Caveat emptor.

Other points: There is no necessity here to review the many other aspects of Edwards' operations. There are many products beyond cardiac valve devices, and a possible investor will likely want to at least explore the company's website to be aware of them. There is a patent dispute ("Andersen patent") in the U.S. with Medtronic. Edwards has received an FDA warning letter. Edwards is planning a trial of a transcatheter valve procedure with micro-anchors, which may bring new capabilities to treating aortic valve leaks without open heart surgery. This could be an important breakthrough. You may wish to begin a thorough review of EW by reading Seeking Alpha's Q2 transcript.

However, the focus of stock traders right now is on valves.

Summary: Edwards is a little-known gem. It is a core part of a modern economy. For my money, what it does is much more important than watching video on smartphones. (There is a decent chance that you know someone who is walking around with an Edwards product in him or her.) Of course, payors know that, which is why it enjoys gross margins around 75%.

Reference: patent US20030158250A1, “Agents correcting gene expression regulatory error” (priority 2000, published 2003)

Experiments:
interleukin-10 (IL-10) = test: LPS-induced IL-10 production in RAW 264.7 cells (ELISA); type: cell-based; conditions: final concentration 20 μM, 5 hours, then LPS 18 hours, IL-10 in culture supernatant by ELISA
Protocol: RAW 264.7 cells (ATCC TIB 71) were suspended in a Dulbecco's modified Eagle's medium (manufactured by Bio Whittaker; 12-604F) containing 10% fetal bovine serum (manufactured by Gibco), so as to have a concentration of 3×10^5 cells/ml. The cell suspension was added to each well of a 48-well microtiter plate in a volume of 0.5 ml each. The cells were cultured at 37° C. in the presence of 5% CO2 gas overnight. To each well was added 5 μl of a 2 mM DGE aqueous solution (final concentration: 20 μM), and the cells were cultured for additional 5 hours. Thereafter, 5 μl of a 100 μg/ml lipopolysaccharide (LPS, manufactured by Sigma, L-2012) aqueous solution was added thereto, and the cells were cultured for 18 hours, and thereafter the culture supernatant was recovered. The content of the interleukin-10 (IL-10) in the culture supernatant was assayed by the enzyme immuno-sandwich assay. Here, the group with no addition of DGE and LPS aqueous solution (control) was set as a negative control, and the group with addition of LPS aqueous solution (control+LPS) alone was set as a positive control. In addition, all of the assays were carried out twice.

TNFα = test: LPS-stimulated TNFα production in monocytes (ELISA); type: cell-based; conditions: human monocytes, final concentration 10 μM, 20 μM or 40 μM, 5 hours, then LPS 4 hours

Edwards has only $2 B in annual sales expected for 2013, stellar finances, and is the clear leader in a niche (cardiac valve therapy) with almost unlimited global growth potential. EW appears to me to therefore be relatively cheap in a richly-valued market, trading at a price that it first hit nearly three years ago. My guess is that absent major market resets to lower P/E levels aside, EW is ready to move on up in price.

Edwards thrives on innovation, quality manufacturing, and great design. It brings great things to life that people really, really want, and does so in a highly-profitable manner. If this reminds you of a certain electronics company named after a fruit, that's intentional. However, the FDA and other regulatory agencies globally prevent EW from suffering unrestricted competition. Also, of course, being pro-health care is a proven vote-getter for all politicians of all major parties, so EW as a company that brings good things to life benefits from subsidies from taxpayers.

Why not try to get some of your tax money that is helping to subsidize this company back by taking a chance on EW stock?

Under $75 per share (or perhaps a higher price than that), EW is my favorite stock in the medical field, and I would have to think hard to find one with a better risk-reward balance amongst all the stocks I follow.

Source: Why This Cardiologist Really, Really Hearts Edwards Lifesciences